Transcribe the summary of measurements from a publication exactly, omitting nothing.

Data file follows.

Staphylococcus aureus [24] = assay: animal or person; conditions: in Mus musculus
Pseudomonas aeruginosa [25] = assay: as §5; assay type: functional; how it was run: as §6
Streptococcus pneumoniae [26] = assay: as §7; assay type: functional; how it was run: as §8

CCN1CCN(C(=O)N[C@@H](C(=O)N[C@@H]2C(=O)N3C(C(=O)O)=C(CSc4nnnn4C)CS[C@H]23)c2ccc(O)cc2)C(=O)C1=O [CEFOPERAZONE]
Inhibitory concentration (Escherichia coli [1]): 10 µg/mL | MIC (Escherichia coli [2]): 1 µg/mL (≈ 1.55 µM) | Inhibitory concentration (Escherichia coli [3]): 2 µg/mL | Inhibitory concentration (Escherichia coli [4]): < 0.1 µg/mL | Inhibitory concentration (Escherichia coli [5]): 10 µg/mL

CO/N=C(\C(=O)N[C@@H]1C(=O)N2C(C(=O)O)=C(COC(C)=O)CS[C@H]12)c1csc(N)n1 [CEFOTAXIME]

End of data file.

Staphylococcus aureus [24] = assay: animal or person; conditions: in Mus musculus
Pseudomonas aeruginosa [25] = assay: as §5; assay type: functional; how it was run: as §6
Streptococcus pneumoniae [26] = assay: as §7; assay type: functional; how it was run: as §8

CCN1CCN(C(=O)N[C@@H](C(=O)N[C@@H]2C(=O)N3C(C(=O)O)=C(CSc4nnnn4C)CS[C@H]23)c2ccc(O)cc2)C(=O)C1=O [CEFOPERAZONE]
Inhibitory concentration (Escherichia coli [1]): 10 µg/mL | MIC (Escherichia coli [2]): 1 µg/mL (≈ 1.55 µM) | Inhibitory concentration (Escherichia coli [3]): 2 µg/mL | Inhibitory concentration (Escherichia coli [4]): < 0.1 µg/mL | Inhibitory concentration (Escherichia coli [5]): 10 µg/mL

CO/N=C(\C(=O)N[C@@H]1C(=O)N2C(C(=O)O)=C(COC(C)=O)CS[C@H]12)c1csc(N)n1 [CEFOTAXIME]